In my Bible (The New American Bible 1972) the Epistle of Jude has an introduction in which it says that St. Jerome "acknowledges that some rejected the epistle because of its citation of the apocryphal Book of Enoch, but states that the ancient authority it enjoyed and its use in the churches assured it place in the canon of inspired writings". In the footnotes of my Bible Jude 14 cites a quotation from the Book of Enoch and Jude 8 talks about the dispute between Michael the archangel and the devil over Mose's body which is described in the apocryphal Assumption of Moses.

I guess my question is do protestants know that there is an apocrypha with all these writings or do they believe that the apocryha is just the 7 books of the Old Testament that are not in their Bible?????

Does any of this make sense????

God Bless All
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Old Oct 13, '04, 4:55 pm
PhilVaz PhilVaz is offline
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Default what is apocrypha?

<< I guess my question is do protestants know that there is an apocrypha with all these writings or do they believe that the apocryha is just the 7 books of the Old Testament that are not in their Bible????? >>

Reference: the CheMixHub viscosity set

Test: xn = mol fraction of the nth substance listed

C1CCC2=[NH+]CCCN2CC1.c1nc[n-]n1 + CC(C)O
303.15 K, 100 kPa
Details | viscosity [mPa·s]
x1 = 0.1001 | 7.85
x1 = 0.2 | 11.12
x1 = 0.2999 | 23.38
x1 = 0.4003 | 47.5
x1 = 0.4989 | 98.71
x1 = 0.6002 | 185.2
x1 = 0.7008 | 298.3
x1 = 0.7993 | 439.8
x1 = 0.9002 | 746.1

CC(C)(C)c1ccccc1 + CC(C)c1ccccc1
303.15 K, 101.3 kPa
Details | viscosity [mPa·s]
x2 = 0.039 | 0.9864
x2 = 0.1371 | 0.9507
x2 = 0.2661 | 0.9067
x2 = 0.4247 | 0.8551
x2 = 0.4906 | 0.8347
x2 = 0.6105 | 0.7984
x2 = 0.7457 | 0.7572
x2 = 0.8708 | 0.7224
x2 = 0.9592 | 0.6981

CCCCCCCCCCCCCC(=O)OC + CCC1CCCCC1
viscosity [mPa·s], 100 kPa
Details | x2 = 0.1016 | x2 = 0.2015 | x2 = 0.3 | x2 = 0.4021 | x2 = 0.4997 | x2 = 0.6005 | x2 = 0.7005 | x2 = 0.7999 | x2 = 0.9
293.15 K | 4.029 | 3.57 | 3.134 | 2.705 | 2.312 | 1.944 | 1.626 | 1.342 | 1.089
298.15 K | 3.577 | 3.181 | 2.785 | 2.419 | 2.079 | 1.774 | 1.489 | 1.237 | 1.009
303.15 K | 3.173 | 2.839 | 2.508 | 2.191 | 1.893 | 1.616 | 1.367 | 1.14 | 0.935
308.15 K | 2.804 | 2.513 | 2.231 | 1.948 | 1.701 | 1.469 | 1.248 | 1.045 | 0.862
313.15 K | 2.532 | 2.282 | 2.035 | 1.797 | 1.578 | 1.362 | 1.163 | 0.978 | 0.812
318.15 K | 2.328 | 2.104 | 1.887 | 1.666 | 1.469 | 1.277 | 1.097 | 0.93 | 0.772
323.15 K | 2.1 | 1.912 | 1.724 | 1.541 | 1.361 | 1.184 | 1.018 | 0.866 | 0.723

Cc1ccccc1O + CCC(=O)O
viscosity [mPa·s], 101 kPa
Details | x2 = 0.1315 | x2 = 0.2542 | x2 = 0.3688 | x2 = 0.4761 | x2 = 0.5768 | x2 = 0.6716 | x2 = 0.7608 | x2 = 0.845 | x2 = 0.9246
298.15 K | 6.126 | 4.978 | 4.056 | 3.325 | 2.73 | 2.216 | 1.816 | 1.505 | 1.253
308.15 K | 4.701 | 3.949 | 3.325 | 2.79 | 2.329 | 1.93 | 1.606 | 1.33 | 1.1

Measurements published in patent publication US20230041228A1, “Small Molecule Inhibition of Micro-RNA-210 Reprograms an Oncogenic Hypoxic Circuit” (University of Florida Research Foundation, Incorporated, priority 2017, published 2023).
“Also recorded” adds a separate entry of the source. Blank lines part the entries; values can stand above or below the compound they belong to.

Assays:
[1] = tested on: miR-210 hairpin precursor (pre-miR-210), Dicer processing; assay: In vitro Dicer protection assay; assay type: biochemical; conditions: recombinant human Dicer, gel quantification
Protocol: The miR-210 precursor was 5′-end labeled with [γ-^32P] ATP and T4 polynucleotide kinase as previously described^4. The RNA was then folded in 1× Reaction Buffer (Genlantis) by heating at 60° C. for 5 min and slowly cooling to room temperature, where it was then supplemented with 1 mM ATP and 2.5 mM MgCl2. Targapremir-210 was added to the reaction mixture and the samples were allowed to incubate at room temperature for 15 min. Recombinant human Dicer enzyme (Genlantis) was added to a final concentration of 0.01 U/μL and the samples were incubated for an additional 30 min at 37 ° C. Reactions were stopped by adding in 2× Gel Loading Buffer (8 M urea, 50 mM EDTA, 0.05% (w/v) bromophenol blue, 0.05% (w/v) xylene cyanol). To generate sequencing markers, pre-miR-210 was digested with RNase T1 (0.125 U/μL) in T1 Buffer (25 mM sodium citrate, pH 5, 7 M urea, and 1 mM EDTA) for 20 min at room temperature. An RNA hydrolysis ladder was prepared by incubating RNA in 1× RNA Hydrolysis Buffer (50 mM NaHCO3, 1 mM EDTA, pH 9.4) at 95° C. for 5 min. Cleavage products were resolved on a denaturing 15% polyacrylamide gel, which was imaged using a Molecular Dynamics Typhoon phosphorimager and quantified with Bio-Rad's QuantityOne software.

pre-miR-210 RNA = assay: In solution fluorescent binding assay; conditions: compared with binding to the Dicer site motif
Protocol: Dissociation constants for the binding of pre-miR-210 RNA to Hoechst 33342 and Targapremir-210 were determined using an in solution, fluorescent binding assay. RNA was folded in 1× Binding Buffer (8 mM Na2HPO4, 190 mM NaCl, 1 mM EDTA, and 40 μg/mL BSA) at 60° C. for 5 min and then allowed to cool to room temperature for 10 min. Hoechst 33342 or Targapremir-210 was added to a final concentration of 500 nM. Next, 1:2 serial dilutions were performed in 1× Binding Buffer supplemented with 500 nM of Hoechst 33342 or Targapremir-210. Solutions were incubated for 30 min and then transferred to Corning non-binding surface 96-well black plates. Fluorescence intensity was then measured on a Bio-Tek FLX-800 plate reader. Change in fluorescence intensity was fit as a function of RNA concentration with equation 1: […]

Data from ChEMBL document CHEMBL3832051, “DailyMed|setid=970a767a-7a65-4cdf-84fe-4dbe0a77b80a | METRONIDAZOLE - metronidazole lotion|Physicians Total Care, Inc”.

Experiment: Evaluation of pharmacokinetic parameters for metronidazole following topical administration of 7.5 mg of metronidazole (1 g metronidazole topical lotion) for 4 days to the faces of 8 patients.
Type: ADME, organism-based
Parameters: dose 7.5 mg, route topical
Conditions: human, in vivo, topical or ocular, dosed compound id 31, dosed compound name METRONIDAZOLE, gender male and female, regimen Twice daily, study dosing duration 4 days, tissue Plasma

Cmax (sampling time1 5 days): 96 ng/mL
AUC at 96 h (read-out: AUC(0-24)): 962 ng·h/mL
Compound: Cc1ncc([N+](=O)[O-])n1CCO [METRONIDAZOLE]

Makes sense. The answer is both Catholics and Protestants believe there is an "apocrypha" but Protestants add to their "apocrypha" the 7 deuterocanonical books that Catholic consider fully canonical.

And Catholics consider them canonical for various reasons, most of them listed in the article linked above: they were accepted by the majority of the Church Fathers and Bishops, they were accepted by the same councils that listed the 27-book New Testament canon (Carthage/Hippo), they were read at the Liturgy from the very beginning, there are at least some allusions to the deuteros in the NT, and the Septuagint was most probably the Bible used by Jesus and His apostles, and this Septuagint (at least the copies we have) contain all or most of these deuterocanonical books, etc.

Now Protestants counter with examples of Fathers who they think rejected the deuteros, such as Jerome. Although as I pointed out before, Jerome while making a technical distinction between the deuteros (39 + 7 = 46 books) and the Hebrew canon (39 books), quoted them constantly along with "canonical" OT, and even called these books "Scripture." So there can be "Scripture" that is not strictly "canonical" is how St. Jerome viewed them.

The online Catholic Encyclopedia article on apocrypha would help.

Phil P